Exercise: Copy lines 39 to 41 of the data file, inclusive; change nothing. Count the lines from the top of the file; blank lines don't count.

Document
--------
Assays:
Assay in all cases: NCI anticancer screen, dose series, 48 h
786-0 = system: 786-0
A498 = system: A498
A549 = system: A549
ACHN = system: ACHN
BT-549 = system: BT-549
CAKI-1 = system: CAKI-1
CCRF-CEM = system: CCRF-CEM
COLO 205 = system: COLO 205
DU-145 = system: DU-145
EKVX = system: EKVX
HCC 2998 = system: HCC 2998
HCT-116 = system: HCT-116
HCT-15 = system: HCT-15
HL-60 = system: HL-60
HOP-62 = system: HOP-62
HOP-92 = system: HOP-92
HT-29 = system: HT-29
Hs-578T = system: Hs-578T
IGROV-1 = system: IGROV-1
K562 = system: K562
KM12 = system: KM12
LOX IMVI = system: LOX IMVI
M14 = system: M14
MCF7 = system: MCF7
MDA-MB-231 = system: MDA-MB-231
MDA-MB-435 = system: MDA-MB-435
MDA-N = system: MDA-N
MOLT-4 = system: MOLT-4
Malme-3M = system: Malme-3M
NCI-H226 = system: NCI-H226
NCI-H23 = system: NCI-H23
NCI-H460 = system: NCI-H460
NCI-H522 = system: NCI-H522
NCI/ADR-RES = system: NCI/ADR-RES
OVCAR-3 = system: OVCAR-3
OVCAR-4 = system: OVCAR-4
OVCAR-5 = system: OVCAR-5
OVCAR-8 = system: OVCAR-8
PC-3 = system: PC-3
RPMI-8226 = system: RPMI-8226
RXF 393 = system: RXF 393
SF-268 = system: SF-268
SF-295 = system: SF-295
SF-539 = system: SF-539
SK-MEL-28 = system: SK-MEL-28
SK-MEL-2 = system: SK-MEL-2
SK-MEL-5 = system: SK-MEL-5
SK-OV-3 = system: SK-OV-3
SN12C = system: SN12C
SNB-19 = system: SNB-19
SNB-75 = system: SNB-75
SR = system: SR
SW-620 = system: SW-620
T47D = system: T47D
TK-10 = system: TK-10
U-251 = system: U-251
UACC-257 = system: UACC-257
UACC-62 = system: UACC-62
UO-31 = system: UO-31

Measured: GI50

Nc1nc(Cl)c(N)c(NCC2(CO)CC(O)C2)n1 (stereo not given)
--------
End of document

OVCAR-5 = system: OVCAR-5
OVCAR-8 = system: OVCAR-8
PC-3 = system: PC-3